His team, Hendrick Motorsports, hoped to spark an improvement by shifting Johnson’s longtime crew chief, Chad Knaus, to another of its drivers and tapping Cliff Daniels as Knaus’ replacement on the Johnson car.
They’re optimistic about this season. Although Johnson was collected in a crash at Daytona that left him with a 35th-place finish, he finished fifth last weekend at Las Vegas Motor Speedway.
“I knew we were going to start the year strong,” Johnson said after the Vegas race. “It’s going to be a good year.”
Johnson tweeted his goals for this year on Feb. 7, saying they included “leaving it all on the track week in and week out” and making NASCAR’s playoffs so he at least has a shot at an unprecedented eighth championship. He shares the record of seven titles with Hall of Fame drivers Richard Petty and the late Dale Earnhardt Sr.
“I’m going to try really hard to let in the 19 years that I’ve had and the memories that come with that, the relationships, the experiences,” Johnson said. “It’s going to be tough for me. I’m highly competitive.”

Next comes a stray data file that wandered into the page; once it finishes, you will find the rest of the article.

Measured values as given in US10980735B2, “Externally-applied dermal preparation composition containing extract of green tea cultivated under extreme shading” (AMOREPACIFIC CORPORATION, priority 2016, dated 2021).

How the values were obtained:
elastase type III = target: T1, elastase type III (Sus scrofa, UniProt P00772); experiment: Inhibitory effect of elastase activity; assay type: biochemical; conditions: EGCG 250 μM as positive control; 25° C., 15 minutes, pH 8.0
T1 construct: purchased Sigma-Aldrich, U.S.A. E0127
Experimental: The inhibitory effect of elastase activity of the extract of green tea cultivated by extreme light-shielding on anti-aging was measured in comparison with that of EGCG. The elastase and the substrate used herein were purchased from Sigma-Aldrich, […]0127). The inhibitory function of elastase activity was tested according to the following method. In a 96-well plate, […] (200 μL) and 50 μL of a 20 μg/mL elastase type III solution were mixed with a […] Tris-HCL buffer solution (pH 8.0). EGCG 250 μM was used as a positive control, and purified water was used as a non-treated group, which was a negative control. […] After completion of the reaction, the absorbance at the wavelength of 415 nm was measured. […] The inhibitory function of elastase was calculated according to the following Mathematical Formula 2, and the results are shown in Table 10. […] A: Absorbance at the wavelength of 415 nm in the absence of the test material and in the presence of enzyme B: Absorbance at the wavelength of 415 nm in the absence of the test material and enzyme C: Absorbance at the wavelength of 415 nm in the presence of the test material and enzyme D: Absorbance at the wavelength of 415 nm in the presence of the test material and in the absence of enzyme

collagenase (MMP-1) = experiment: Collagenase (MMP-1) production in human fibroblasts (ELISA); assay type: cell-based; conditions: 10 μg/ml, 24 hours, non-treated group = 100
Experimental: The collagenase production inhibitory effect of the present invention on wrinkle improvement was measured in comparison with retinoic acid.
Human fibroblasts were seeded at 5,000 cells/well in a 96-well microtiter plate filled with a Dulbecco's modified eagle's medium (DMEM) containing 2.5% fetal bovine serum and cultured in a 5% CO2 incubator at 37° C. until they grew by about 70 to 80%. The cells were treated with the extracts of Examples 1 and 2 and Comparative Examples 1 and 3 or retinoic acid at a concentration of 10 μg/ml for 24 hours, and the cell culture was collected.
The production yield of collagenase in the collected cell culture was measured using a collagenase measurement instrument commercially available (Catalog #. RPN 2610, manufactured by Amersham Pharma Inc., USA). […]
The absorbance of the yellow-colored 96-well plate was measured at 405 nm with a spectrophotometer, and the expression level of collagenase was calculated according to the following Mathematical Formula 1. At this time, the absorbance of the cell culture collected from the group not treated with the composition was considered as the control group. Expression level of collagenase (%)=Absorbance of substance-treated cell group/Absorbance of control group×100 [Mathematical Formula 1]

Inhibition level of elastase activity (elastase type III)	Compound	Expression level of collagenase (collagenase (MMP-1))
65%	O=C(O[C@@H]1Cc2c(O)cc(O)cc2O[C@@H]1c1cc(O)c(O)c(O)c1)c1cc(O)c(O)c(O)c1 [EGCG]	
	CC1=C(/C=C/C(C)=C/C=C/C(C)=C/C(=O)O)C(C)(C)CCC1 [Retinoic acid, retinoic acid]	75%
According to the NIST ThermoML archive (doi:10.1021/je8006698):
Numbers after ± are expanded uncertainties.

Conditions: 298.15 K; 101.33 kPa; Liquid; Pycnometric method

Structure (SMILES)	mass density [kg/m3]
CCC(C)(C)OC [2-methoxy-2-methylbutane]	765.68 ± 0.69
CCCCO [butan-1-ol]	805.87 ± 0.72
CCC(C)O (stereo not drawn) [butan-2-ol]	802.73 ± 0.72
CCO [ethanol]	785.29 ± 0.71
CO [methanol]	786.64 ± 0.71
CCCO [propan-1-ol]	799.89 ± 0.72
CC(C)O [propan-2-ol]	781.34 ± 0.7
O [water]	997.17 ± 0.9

Johnson has 83 career Cup victories, tying him with Cale Yarborough for sixth on the all-time list. Even more notable is that Johnson kept winning despite ever-changing car designs and rules mandated by NASCAR during his 19-year Cup career, including the vastly different Car of Tomorrow that arrived in 2007.
“You never had to make an excuse for Jimmie Johnson,” his team owner Rick Hendrick told reporters last November when Johnson announced his final-season plans. Johnson thrived because of “his attention to detail, his work ethic,” Hendrick said. “He’s like a computer in the car.”
At the end of 2015, the last year that NASCAR reported the drivers’ race winnings that are divided among their teams, Johnson’s career winnings had totaled $151 million. Forbes estimates that Johnson’s income alone last year from race winnings, salary and endorsements totaled $17.6 million.
While Johnson’s critics viewed his style as bland, Johnson’s fans view him as a classy role model and a driver who was prone to working harder to overcome setbacks rather than complaining or blaming others.